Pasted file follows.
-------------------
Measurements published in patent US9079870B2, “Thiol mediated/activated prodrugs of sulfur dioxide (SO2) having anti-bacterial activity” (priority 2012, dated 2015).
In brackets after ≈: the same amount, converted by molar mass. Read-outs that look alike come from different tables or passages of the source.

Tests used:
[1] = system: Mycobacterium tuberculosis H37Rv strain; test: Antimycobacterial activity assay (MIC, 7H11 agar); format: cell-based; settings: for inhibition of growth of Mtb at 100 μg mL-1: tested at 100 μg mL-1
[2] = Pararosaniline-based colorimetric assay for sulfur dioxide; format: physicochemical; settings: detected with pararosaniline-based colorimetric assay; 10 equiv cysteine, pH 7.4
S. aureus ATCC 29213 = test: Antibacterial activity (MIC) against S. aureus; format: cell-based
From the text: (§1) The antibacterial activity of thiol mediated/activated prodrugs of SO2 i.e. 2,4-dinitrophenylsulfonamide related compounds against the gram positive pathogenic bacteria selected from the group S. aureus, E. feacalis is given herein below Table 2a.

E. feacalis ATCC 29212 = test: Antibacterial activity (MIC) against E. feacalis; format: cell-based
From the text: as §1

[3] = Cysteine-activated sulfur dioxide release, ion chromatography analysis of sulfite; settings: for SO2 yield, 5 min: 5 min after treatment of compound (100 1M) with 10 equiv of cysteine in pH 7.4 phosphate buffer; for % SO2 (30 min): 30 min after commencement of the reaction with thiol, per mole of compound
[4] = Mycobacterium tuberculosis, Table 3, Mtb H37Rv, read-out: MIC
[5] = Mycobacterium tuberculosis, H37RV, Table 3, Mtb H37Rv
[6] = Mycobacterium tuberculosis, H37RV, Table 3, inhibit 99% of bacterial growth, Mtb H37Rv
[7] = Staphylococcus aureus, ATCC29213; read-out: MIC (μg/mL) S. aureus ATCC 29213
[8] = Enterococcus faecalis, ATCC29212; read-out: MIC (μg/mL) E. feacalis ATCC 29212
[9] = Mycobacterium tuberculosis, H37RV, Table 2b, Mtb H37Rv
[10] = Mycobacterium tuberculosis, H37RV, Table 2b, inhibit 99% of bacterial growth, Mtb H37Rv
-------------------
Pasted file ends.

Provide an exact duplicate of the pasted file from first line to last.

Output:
Measurements published in patent US9079870B2, “Thiol mediated/activated prodrugs of sulfur dioxide (SO2) having anti-bacterial activity” (priority 2012, dated 2015).
In brackets after ≈: the same amount, converted by molar mass. Read-outs that look alike come from different tables or passages of the source.

Tests used:
[1] = system: Mycobacterium tuberculosis H37Rv strain; test: Antimycobacterial activity assay (MIC, 7H11 agar); format: cell-based; settings: for inhibition of growth of Mtb at 100 μg mL-1: tested at 100 μg mL-1
[2] = Pararosaniline-based colorimetric assay for sulfur dioxide; format: physicochemical; settings: detected with pararosaniline-based colorimetric assay; 10 equiv cysteine, pH 7.4
S. aureus ATCC 29213 = test: Antibacterial activity (MIC) against S. aureus; format: cell-based
From the text: (§1) The antibacterial activity of thiol mediated/activated prodrugs of SO2 i.e. 2,4-dinitrophenylsulfonamide related compounds against the gram positive pathogenic bacteria selected from the group S. aureus, E. feacalis is given herein below Table 2a.

E. feacalis ATCC 29212 = test: Antibacterial activity (MIC) against E. feacalis; format: cell-based
From the text: as §1

[3] = Cysteine-activated sulfur dioxide release, ion chromatography analysis of sulfite; settings: for SO2 yield, 5 min: 5 min after treatment of compound (100 1M) with 10 equiv of cysteine in pH 7.4 phosphate buffer; for % SO2 (30 min): 30 min after commencement of the reaction with thiol, per mole of compound
[4] = Mycobacterium tuberculosis, Table 3, Mtb H37Rv, read-out: MIC
[5] = Mycobacterium tuberculosis, H37RV, Table 3, Mtb H37Rv
[6] = Mycobacterium tuberculosis, H37RV, Table 3, inhibit 99% of bacterial growth, Mtb H37Rv
[7] = Staphylococcus aureus, ATCC29213; read-out: MIC (μg/mL) S. aureus ATCC 29213
[8] = Enterococcus faecalis, ATCC29212; read-out: MIC (μg/mL) E. feacalis ATCC 29212
[9] = Mycobacterium tuberculosis, H37RV, Table 2b, Mtb H37Rv
[10] = Mycobacterium tuberculosis, H37RV, Table 2b, inhibit 99% of bacterial growth, Mtb H37Rv